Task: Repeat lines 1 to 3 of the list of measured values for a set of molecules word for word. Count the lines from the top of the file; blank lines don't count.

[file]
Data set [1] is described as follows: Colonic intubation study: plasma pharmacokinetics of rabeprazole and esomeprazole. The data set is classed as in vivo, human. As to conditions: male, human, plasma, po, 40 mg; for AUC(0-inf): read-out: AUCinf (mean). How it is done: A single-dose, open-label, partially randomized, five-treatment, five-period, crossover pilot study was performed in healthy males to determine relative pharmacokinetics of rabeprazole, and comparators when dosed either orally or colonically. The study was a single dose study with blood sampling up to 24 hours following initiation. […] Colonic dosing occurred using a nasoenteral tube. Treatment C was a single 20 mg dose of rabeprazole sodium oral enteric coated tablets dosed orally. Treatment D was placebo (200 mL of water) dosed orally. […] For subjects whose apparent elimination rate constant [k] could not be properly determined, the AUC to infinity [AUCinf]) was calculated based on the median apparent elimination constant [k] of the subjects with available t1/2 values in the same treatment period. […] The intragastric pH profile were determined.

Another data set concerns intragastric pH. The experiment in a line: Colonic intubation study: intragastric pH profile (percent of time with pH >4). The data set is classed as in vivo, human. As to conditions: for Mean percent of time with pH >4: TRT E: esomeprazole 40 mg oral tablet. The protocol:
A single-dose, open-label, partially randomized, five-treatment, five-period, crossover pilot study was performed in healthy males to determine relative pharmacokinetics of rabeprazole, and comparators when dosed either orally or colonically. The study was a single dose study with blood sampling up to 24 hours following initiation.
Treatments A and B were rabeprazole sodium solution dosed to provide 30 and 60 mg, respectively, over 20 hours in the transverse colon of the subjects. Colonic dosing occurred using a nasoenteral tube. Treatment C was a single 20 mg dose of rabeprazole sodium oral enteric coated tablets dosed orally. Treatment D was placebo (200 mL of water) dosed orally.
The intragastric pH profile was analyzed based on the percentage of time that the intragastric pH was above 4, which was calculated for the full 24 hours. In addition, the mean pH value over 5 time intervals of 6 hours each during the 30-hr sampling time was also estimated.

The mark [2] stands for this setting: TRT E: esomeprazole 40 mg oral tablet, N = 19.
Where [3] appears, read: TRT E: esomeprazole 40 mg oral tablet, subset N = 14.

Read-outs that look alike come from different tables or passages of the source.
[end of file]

Data set [1] is described as follows: Colonic intubation study: plasma pharmacokinetics of rabeprazole and esomeprazole. The data set is classed as in vivo, human. As to conditions: male, human, plasma, po, 40 mg; for AUC(0-inf): read-out: AUCinf (mean). How it is done: A single-dose, open-label, partially randomized, five-treatment, five-period, crossover pilot study was performed in healthy males to determine relative pharmacokinetics of rabeprazole, and comparators when dosed either orally or colonically. The study was a single dose study with blood sampling up to 24 hours following initiation. […] Colonic dosing occurred using a nasoenteral tube. Treatment C was a single 20 mg dose of rabeprazole sodium oral enteric coated tablets dosed orally. Treatment D was placebo (200 mL of water) dosed orally. […] For subjects whose apparent elimination rate constant [k] could not be properly determined, the AUC to infinity [AUCinf]) was calculated based on the median apparent elimination constant [k] of the subjects with available t1/2 values in the same treatment period. […] The intragastric pH profile were determined.

Another data set concerns intragastric pH. The experiment in a line: Colonic intubation study: intragastric pH profile (percent of time with pH >4). The data set is classed as in vivo, human. As to conditions: for Mean percent of time with pH >4: TRT E: esomeprazole 40 mg oral tablet. The protocol:
A single-dose, open-label, partially randomized, five-treatment, five-period, crossover pilot study was performed in healthy males to determine relative pharmacokinetics of rabeprazole, and comparators when dosed either orally or colonically. The study was a single dose study with blood sampling up to 24 hours following initiation.